The Delray Beach cemetery will soon limit what grieving families can put down at gravestones, upsetting those who have loved ones buried there.
Maria Bean, whose son, Cameron died when he was 11-years-old from a heart attack, comes to visit his grave regularly.
“Coming out here is the closest I’m ever going to get to him. That’s why I like to leave little things out here for him that I know he will like, that will make him happy and me happy to do it for them,” Maria said.
The Delray Beach cemetery recently installed signs outlining policy they’ll enforce starting November first. That figurine, that pinwheel, that American flag are not welcome. Only fresh flowers, which will be picked up weekly, all in an effort to clean up.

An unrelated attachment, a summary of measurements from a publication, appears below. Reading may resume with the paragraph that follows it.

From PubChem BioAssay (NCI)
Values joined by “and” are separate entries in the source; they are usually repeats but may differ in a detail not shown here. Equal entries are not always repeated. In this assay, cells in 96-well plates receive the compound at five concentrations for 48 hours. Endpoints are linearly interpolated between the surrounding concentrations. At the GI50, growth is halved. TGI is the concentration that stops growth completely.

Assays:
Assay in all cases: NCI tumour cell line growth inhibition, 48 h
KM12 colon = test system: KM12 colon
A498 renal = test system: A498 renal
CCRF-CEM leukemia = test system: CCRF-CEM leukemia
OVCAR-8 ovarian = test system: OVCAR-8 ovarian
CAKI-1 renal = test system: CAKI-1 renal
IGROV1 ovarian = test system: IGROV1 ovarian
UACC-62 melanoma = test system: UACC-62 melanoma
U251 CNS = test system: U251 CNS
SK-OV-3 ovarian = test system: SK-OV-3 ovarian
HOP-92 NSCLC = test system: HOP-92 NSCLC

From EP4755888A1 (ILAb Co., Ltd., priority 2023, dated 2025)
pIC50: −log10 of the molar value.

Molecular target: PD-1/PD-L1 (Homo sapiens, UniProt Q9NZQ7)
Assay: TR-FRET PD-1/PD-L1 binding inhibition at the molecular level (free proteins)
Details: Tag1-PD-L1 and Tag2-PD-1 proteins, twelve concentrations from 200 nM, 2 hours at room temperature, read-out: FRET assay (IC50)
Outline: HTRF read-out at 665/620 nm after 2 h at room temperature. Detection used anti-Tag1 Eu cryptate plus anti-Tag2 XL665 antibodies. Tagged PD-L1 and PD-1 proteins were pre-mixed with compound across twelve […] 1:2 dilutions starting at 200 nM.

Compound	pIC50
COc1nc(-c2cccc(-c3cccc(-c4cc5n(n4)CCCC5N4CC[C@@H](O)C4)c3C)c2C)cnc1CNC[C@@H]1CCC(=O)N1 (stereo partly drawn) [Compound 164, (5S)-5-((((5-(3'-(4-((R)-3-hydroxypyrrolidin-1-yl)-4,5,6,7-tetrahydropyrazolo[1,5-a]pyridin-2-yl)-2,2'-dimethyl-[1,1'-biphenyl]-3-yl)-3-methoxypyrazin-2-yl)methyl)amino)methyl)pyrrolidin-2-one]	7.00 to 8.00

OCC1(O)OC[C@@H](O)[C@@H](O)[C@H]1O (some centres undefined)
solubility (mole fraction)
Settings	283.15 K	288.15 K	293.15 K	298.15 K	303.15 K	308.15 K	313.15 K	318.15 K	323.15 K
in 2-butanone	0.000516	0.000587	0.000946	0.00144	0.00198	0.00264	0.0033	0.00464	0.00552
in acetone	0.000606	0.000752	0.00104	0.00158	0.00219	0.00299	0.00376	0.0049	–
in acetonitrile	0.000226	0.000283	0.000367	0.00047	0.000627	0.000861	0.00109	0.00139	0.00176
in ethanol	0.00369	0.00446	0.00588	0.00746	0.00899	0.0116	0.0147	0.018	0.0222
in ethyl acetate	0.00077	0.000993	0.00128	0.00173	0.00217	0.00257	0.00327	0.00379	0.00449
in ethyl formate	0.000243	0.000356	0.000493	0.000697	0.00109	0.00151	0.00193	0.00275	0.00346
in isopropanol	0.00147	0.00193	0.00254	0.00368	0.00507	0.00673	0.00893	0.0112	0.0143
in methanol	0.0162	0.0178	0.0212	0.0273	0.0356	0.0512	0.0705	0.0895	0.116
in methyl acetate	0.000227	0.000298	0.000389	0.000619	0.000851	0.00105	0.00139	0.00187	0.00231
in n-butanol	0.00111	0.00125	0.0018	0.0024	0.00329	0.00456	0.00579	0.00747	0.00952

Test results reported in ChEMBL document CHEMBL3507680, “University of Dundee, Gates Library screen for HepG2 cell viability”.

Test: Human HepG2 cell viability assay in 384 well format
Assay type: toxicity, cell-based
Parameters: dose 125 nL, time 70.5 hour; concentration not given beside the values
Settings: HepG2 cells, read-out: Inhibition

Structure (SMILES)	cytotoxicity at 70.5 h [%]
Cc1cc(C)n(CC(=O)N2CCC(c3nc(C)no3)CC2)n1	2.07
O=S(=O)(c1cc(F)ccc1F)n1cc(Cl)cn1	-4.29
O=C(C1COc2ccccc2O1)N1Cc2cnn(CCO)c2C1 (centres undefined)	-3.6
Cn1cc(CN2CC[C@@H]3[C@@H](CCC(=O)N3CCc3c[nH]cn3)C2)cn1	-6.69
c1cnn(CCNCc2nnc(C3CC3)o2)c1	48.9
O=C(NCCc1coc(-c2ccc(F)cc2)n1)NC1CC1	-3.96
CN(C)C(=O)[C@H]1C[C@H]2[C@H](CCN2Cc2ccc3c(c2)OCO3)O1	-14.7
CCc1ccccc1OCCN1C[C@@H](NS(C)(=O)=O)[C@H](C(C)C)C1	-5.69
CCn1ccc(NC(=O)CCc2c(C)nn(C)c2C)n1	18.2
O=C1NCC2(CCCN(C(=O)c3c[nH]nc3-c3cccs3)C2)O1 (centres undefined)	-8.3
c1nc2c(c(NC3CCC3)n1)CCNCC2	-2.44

“What I really want to say I won’t say but it’s very disturbing,” said Andrea Olney, who’s 24-year-old son, Michael, is buried there.
“Every time they take something away from his grave, it’s like their taking a piece of him away from me. Every single time. It’s not right,” Maria said.
The cemetery says it’s enforcing decades-old law. These grieving mothers say they had no input.
“Give us some guidelines. We’ll follow the guidelines,” Maria said.
The Boca Raton cemetery allows small mementos placed for 5 days following holidays, birthdays and death anniversary’s, days Andrea comes out to change the artificial flowers for her son.
“I can understand keeping it neat but what’s the harm in artificial flowers?” She said.
We requested an on-camera interview with the cemetery manager to ask if they considered the thoughts of grieving families and why they decided now to enforce the policy but they declined.